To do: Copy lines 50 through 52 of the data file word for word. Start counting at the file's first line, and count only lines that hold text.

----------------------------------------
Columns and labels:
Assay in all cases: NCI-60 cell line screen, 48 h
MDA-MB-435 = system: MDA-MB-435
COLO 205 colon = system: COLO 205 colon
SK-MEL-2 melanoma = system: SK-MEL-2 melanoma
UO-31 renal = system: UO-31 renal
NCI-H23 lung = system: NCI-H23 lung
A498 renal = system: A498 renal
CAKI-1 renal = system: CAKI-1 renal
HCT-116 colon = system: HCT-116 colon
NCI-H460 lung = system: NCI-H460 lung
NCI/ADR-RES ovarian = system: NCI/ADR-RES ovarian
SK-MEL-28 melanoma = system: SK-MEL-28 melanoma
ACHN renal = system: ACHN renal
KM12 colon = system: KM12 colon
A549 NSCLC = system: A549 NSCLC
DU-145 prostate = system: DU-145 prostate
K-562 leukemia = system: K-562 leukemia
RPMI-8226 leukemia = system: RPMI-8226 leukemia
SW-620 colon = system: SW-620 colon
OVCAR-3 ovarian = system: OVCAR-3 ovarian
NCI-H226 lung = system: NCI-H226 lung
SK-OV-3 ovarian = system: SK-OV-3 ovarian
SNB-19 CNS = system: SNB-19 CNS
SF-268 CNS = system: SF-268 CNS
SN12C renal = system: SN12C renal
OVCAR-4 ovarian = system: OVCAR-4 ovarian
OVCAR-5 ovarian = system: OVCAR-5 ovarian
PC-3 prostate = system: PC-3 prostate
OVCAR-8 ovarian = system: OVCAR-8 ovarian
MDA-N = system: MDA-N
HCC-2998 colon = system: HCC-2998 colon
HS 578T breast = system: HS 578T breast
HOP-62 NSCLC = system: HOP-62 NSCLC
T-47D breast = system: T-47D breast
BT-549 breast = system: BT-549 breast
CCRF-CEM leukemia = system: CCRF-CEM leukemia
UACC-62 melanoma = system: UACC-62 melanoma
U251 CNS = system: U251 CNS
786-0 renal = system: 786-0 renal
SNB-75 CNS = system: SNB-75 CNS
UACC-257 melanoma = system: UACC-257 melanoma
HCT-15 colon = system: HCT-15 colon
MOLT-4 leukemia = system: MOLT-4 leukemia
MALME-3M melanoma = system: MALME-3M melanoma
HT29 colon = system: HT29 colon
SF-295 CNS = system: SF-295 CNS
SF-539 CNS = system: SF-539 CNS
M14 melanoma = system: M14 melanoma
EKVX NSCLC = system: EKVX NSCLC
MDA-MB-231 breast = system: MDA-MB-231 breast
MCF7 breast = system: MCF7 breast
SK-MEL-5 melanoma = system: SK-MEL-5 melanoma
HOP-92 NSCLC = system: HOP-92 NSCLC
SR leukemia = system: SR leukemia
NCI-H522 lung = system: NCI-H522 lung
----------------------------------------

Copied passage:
EKVX NSCLC = system: EKVX NSCLC
MDA-MB-231 breast = system: MDA-MB-231 breast
MCF7 breast = system: MCF7 breast